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Beyond SOCI

As the original name of the library (Simple Oracle Call Interface) clearly stated, SOCI is intended to be a simple library, targetting the majority of needs in regular C++ application. We do not claim that everything can be done with SOCI and it was never the intent of the library. What is important, though, is that the simplicity of the library does not prevent the client applications from reaching into the low-level specifics of each database backend in order to achieve special configuration or performance goals.

Most of the SOCI classes have the getBackEnd method, which returns the pointer to the actual backend object that implements the given functionality. The knowledge of the actual backend allows the client application to get access to all low-level details that are involved.

blob b(sql);

oracle_session_back_end * sessionBackEnd = static_cast<oracle_session_back_end *>(sql.get_back_end());
oracle_blob_back_end * blobBackEnd = static_cast<oracle_blob_back_end *>(b.get_back_end());

OCILobDisableBuffering(sessionBackEnd->svchp_, sessionBackEnd->errhp_, blobBackEnd->lobp_);

The above code creates the blob object and uses two calls to the get_back_end function (on both the session and the blob objects) to get access to the actual backend objects. Assuming that it is the "oracle" backend which is in use, the downcasts allow to access all relevant low-level handles and use them in the call to the OCILobDisableBuffering function. This way, the BLOB handle was configured in a way that the SOCI library alone would not allow.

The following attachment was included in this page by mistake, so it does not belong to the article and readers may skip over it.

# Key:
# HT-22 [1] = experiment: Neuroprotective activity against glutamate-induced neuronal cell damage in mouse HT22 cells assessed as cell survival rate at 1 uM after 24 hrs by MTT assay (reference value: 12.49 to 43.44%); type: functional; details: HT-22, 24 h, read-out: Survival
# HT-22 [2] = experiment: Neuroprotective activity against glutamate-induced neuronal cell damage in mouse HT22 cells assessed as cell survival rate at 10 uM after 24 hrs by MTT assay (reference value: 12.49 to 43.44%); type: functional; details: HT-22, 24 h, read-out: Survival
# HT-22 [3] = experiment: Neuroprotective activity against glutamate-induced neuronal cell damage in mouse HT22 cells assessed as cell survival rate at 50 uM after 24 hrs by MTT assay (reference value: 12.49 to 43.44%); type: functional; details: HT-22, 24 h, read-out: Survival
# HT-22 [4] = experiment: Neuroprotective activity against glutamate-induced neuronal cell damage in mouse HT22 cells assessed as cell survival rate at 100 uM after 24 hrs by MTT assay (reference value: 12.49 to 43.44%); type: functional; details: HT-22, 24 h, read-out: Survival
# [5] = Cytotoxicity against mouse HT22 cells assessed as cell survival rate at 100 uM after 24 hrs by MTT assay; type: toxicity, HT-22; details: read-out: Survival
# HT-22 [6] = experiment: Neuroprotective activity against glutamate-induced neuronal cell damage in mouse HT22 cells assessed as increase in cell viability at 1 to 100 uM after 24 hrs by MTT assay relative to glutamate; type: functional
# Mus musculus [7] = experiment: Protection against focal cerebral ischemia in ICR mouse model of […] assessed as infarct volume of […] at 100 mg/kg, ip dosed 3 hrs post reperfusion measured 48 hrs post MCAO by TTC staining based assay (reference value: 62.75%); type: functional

rowid rid(sql); // sql is a session object
sql << "select oid from mytable where id = 7", into(rid);

postgresql_rowid_back_end * rbe = static_cast<postgresql_rowid_back_end *>(rid.get_back_end());

unsigned long oid = rbe->value_;

The above example retrieves the rowid ("something" that identifies the row in the table) from the table and uses the get_back_end function to extract the actual object that implements this functionality. Assuming that it is the "postgresql" backend which is in use, the downcast is performed to use the postgresql_rowid_back_end interface to get the actual OID value that is a physical, low-level implementation of row identifier on PostgreSQL databases.

In order for any of the above to compile, you have to explicitly #include the appropriate backend's header file.

Please see the header file related to the given backend to learn what low-level handles and descriptors are available.

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